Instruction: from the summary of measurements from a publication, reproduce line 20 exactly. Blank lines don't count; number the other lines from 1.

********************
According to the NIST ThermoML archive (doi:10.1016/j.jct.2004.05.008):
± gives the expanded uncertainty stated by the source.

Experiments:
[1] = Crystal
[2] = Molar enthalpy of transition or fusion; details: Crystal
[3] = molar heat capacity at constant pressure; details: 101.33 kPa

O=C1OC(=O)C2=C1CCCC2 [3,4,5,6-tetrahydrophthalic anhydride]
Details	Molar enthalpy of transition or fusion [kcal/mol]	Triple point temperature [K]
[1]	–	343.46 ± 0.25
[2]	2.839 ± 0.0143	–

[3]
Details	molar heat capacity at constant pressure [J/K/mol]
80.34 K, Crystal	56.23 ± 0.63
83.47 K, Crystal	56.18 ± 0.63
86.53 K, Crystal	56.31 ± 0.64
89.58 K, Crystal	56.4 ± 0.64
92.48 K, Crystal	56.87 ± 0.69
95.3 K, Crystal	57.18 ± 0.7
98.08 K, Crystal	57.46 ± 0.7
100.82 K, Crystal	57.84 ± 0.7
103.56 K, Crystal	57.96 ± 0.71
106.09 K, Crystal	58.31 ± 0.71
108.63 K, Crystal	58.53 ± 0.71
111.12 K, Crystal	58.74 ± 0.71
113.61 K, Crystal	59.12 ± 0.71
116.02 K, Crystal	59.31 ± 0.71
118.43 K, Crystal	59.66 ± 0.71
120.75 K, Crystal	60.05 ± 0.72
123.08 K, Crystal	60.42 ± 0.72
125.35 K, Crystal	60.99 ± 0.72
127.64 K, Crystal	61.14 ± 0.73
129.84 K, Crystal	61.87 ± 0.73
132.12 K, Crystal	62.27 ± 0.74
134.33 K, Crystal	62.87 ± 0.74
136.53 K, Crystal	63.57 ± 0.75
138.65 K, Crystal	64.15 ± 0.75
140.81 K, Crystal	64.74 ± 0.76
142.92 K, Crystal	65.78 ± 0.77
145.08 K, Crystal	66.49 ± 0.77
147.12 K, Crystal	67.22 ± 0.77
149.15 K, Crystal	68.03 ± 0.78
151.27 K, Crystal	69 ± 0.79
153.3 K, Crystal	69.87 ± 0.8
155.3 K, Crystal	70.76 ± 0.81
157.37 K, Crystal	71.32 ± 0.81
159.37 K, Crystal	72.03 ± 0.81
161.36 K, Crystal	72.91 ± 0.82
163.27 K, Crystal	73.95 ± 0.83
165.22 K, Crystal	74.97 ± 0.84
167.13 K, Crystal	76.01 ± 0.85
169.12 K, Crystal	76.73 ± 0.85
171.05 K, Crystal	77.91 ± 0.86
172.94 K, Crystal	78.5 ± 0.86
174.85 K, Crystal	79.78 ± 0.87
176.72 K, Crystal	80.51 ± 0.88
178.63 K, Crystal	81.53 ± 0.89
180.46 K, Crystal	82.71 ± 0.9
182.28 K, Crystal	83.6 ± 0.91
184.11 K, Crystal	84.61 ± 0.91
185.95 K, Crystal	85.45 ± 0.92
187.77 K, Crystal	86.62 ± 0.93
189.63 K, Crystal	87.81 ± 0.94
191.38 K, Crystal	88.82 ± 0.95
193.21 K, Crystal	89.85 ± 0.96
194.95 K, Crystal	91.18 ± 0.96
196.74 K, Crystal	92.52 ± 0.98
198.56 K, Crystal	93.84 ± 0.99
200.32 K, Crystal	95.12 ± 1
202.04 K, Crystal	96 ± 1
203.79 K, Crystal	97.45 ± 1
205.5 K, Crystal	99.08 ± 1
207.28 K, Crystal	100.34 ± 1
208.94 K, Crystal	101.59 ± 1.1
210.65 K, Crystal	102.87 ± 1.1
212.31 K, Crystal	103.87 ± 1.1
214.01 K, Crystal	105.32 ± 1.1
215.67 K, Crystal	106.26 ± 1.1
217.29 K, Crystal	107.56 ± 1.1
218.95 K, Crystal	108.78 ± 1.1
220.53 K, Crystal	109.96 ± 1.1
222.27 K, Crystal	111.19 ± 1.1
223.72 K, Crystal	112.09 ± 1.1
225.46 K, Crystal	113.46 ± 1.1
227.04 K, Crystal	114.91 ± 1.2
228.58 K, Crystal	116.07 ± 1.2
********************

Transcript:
100.82 K, Crystal	57.84 ± 0.7